I bean reading a magazine that calls: Bateria Total (spanish), and it's pretty good. I read the thoughs about the Mapex, Yamaha and Pearl, also the ZHT Zildjian rides, charles, crashes... etc. and some enterviews with some famous drummers. The other cool thing is that the magazines comes with a CD full of drumms sessions from several deam good songs, like Back Black-ACDC and others of Ginger Baker (Cream). It funny cause when i buy it, back in year 2006, i though: "nice, but probably never going to used..." I now im buying the magazine every month along with her sister: Guitarra Total!!!...

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A very important piece of advice is that you should always remember to practice certain beats and fills in your head and tap on different surfaces to practice - usually this sort of thing comes naturally after some time, but incase, ya know...

Also, play along to some of your favourite songs.

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Use two headed drums and pay close attention to tweaking the bottom heads. Although nowadays I change my drumheads often I used to leave the black dot and silver dot heads on till they were dead sounding. I'd only change them when they broke.

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A very important piece of advice is that you should always remember to practice certain beats and fills in your head and tap on different surfaces to practice - usually this sort of thing comes naturally after some time, but incase, ya know...

Also, play along to some of your favourite songs.

yeah... i try to follow some of my favourite drummers but... :lol: damn is hard... but i feel realy good, and i like it.

Edited by eagle87

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OK, drums have been my main instrument for more than 25 years now so I'll give you a hint. I learned with my favorite record's/tape's (one being Led Zeppelin's 4th album) and a set of headphones on a jet black set of cheap Cortly drums in 1979, don't look for them I don't think they've been made for decades!

First, do you have any natural ability for rhythm? I don't mean if you can dance or not because I picked up the drums in just days (the basics) but I can't dance a step with out looking like a fool! I mean can you pick up on beat patterns by just hearing them? There is nothing wrong with learning how to read and transpose sheet music but, if you cant play a basic 4/4 beat you will be learning for a while before you can master the kit.

The thing about tuning is that most cheap drums have week/out of round rim's and shell's so they are almost imposable to keep in proper tune (unless you only tap them lightly).

With that in mind, being as I have not owned an expensive set of drums (can't afford that kind of expense), say some thing in the $5,000 - $10,000 US price range for a basic 5 piece kit but instead a set of $500.00 - $1500.00 or so adding some good cymbals to my likings. So I don't do a whole lot of precise tuning, just get them close enough to hold up.

My second set (in 1980) was a set of 1969 Ludwig's with a mother of pearl finish. I had a second tom tom as well as a covered wood snare, few more cymbals, a set of hi Roto tom's and some other goodies but, this set that Bonzo is playing here is the same kit.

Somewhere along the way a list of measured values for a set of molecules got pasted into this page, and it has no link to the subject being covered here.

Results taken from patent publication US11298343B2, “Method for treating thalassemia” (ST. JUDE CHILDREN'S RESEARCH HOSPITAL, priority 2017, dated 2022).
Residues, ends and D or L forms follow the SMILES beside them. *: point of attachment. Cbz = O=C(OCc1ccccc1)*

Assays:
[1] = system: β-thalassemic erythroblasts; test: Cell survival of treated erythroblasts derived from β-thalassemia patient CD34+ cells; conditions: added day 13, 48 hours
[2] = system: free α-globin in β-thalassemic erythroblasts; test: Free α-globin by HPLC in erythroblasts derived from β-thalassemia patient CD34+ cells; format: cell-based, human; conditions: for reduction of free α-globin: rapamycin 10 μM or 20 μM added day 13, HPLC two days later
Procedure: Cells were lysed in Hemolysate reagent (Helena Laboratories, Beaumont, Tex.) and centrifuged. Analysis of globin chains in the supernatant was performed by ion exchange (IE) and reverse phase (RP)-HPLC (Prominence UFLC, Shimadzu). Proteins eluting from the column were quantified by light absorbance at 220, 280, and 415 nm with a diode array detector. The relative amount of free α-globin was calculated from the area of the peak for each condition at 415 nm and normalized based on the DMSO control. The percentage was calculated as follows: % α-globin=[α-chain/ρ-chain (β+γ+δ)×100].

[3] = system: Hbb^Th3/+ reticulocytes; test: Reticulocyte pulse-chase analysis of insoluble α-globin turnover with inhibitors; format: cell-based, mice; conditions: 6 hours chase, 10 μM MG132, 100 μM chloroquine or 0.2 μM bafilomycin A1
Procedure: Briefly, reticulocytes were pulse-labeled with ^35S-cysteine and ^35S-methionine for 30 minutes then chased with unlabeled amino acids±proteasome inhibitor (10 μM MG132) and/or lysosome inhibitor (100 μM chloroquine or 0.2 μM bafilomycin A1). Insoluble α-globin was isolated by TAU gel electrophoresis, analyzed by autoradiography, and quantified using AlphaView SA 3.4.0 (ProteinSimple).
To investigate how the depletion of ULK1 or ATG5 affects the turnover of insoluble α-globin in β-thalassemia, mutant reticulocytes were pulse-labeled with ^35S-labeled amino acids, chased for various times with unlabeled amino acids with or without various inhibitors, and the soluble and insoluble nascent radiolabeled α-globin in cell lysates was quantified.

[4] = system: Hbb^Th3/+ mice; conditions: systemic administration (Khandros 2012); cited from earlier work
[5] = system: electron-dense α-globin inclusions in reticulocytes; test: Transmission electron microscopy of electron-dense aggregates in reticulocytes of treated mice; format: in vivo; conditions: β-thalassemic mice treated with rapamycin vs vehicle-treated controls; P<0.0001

http://www.total-drums.com/image-files/john-bonham8.jpg

Got them about 6 months or so after the first set of Cortly's.

The next set was a set of nice Tama Rockstar Pro DX's, I picked them up new in the early 1990's for about $1,800.00, my set was Piano White and again I added the cymbals I liked....

http://i160.photobucket.com/albums/t174/ra...n/Tamadrums.jpg

Soon after that I incorporated some electronic drums (Alesis D4 sound unit and some homemade triggers) into that set of Tama's, it was cheesy and I later sold the Tama's. In 1995 moved on to a set of imported (from England) Yamaha's

I don't remember the model # so I cant look them up. They where gloss black and where made by Slingerland or some other English drum company for Yamaha, and as usual I used cymbals that I think work good.

This is the kit (this is just a stock picture I found on the net) I have had for about 4 years now.

http://i160.photobucket.com/albums/t174/ra...cMapleDrums.jpg

Basically the type of wood will make them sound different, hard wood like oak will give a tight fast (some say thin) sound, softer woods will give it a more deep loose sound. That set of Tama's I had where Canadian Birch and had both a tight and deep sound to them I think they had the best over all sound of all the kits I've owned.

Bonzolikedrumer

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Last wensday was my first class of drumms. So... i wanna ask you (drummers) wich is the best Drumm for a begginer?

I have a magazine call Bateria Total (in spanish and pretty good), i read about the Yamaha, Pearl and Mapex.

best regards

ok look up lessons on youtube, look up Dom Famularo, and dan brit. also just watch videos and lison 2 music, id recomend u lising 2 some bluse and jazz cuz thats like ware it all started. also practic on the pad alot!! i give privet drum lessons and the boring rudements will make u a much better drummer

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I worked briefly in the drum dept. of Guitar Center (don't know what I was thinking-the noise drove me insane within a week!) and I had a chance to check out the "entry-level" kits. Most manufacturers make one. I thought the Tama kits were the best in that price range. For cymbals, you can get a decent deal on those "pre-packaged" sets, I thought Paiste had decent ones. For heads, I'd probably reccomend Remo pinstripes, just because they're pretty forgiving. Have fun!